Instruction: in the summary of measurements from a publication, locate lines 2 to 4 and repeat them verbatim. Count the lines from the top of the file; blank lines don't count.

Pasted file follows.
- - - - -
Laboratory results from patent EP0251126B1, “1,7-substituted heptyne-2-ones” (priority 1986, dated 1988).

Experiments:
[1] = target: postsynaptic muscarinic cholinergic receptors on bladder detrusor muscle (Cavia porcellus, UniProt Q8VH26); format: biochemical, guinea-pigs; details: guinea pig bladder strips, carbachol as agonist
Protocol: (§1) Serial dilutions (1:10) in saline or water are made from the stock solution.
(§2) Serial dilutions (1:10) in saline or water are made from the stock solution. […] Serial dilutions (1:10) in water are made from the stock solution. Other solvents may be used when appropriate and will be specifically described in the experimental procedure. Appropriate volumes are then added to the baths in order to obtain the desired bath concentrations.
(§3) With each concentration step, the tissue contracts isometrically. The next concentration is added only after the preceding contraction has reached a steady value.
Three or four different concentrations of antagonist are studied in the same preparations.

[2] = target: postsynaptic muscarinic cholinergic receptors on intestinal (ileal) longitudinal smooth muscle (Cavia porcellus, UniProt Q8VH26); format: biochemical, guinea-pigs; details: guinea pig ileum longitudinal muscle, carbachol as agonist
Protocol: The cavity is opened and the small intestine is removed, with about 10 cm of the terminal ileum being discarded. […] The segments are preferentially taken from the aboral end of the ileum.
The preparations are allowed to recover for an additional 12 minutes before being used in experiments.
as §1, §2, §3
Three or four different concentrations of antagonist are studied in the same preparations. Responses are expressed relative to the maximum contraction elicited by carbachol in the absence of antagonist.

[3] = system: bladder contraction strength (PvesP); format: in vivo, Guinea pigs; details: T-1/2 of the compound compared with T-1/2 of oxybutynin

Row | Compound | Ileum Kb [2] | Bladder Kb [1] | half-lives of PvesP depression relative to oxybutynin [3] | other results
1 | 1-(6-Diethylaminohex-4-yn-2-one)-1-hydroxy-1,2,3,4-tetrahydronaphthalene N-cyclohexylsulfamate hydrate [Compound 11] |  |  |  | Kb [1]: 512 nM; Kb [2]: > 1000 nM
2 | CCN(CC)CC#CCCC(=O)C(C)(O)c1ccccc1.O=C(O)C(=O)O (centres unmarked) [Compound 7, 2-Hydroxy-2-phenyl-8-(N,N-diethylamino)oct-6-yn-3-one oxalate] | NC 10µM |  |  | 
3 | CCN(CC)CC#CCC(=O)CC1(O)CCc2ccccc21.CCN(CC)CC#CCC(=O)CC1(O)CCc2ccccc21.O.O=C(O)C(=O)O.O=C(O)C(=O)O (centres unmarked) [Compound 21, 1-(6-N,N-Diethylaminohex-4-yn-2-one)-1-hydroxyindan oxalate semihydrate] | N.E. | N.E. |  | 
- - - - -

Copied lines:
Experiments:
[1] = target: postsynaptic muscarinic cholinergic receptors on bladder detrusor muscle (Cavia porcellus, UniProt Q8VH26); format: biochemical, guinea-pigs; details: guinea pig bladder strips, carbachol as agonist
Protocol: (§1) Serial dilutions (1:10) in saline or water are made from the stock solution.